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Letter to the Editor: Resident tells Metro “Mixed-Flow” is the best option for BRT Plan

Metro has been working on the NoHo to Pasadena Bus Rapid Transit plan for years, and now cities like Burbank are being forced to make an impossible decision: hurt local Olive Avenue mom-and-pop businesses by taking away their only street parking or harm the community at-large by turning Olive Avenue into a narrow, traffic-jammed one-way corridor. Talk about a “Sophie’s choice!”

Whatever direction the agency goes, curb running (AKA parking removal) or side running (which translated into English means travel lane removal) will ruin Olive Avenue in the name of saving transit riders barely a minute of travel time through Burbank.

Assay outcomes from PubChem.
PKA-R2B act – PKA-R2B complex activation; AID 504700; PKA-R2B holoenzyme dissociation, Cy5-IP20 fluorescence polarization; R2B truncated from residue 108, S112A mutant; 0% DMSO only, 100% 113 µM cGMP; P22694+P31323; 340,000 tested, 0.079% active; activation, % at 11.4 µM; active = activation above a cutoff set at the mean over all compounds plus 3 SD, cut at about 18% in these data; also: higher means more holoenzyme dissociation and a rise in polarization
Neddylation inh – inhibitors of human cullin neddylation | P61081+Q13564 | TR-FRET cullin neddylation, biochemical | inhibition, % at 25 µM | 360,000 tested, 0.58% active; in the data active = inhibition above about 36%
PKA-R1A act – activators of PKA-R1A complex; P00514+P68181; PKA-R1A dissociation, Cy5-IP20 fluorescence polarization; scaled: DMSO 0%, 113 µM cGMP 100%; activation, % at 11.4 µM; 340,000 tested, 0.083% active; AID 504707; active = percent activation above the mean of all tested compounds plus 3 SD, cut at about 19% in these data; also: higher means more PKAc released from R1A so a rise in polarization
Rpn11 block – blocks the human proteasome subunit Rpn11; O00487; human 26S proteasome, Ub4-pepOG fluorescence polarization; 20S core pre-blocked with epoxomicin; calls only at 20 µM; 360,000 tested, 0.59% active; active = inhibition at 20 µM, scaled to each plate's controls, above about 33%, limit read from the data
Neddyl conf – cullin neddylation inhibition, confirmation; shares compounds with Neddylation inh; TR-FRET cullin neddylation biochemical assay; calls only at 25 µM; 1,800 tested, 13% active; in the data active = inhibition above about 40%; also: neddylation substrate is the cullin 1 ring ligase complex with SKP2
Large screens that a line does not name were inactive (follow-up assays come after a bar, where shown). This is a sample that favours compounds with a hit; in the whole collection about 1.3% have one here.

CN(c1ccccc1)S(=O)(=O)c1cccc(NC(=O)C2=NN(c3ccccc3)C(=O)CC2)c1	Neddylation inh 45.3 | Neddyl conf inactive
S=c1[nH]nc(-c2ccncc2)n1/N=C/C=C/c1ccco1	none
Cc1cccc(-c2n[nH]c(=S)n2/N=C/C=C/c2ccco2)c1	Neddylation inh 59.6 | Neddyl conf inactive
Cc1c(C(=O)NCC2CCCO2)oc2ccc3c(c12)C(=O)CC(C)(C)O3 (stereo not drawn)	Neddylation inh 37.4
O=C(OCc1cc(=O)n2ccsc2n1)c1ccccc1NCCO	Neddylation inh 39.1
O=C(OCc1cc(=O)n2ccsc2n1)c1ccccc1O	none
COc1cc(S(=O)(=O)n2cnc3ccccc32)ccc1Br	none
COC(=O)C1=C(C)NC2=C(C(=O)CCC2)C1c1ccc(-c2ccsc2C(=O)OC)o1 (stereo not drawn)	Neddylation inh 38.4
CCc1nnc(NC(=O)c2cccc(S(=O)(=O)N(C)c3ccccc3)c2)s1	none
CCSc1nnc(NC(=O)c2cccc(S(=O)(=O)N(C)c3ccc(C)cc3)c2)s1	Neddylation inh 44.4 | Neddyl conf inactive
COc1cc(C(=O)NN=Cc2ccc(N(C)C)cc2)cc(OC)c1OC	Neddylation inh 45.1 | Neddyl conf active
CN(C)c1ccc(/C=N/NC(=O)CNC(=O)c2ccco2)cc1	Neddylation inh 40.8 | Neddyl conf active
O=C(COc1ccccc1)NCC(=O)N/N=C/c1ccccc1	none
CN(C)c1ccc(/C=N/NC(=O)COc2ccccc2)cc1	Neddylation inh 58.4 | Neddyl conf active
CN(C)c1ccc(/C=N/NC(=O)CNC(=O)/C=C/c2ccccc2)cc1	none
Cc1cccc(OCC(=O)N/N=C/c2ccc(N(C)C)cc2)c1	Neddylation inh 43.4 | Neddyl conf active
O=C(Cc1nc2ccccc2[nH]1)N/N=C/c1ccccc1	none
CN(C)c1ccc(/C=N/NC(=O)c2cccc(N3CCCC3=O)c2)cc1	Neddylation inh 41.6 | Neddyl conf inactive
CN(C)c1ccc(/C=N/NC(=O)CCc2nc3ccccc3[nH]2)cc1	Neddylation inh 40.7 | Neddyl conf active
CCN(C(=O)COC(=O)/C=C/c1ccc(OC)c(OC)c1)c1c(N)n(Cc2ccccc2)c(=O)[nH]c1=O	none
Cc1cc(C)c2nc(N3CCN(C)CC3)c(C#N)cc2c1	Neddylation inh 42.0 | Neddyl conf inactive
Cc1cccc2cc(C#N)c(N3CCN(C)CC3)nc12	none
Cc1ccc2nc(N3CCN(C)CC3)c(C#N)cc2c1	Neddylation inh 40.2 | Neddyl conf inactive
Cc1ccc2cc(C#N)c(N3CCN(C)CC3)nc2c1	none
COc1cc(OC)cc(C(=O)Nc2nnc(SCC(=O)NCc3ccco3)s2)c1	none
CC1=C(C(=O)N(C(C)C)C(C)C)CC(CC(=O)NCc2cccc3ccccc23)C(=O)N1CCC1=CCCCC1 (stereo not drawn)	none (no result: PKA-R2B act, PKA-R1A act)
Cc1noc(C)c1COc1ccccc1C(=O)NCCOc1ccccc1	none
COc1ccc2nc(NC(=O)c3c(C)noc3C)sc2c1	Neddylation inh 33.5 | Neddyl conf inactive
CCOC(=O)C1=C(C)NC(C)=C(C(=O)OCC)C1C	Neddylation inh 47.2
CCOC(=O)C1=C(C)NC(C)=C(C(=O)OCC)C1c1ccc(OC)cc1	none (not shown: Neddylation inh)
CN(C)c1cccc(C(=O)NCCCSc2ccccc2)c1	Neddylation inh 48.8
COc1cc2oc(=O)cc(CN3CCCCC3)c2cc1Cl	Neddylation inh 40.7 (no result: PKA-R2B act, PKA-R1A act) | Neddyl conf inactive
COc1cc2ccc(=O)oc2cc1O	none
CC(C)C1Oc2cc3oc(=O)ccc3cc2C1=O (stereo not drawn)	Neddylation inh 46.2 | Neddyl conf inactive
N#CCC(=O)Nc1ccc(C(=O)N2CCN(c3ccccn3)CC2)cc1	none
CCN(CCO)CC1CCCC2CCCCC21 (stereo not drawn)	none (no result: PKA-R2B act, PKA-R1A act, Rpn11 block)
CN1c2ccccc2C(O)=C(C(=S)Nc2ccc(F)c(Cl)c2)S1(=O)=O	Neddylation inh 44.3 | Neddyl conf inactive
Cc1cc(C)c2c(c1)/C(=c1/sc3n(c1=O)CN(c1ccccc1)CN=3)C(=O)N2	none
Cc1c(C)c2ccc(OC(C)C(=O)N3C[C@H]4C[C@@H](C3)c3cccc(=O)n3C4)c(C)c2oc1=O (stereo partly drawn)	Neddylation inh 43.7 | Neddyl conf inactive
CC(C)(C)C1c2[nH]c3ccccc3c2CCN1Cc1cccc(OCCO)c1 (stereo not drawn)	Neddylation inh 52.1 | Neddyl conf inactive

The impacts of curb running are predictable. Replacing parking lanes with dedicated bus lanes will kill small businesses and force drivers to park in adjacent single-family neighborhoods.

The impacts of side running are equally predictable. Replacing travel lanes with dedicated bus lanes will grind Olive Avenue to a virtual stand-still in an attempt to make way for a few buses an hour, while cramming thousands of cars into one lane. Has Metro studied the environmental impacts of thousands of cars stopped and idling in the road all day? The significant addition of greenhouse gas emissions polluting Burbank on a daily basis?

As a resident living in the immediate neighborhood, I say “no thank you.” Metro should go back to the drawing board and devise a sensible, sensitive solution.

That’s why I choose option 3, “mixed-flow.” Mixed-flow is not currently among the offerings on Metro’s menu, but it should be as it is the clear preferred choice of Burbank’s staff, elected City Council, and our community. Mixed-flow says, “keep the buses coming,” and will allow Metro to achieve their goals for “NoHo to Pasadena BRT” without the unwanted and unwarranted impacts.

Gabriel Adams Burbank

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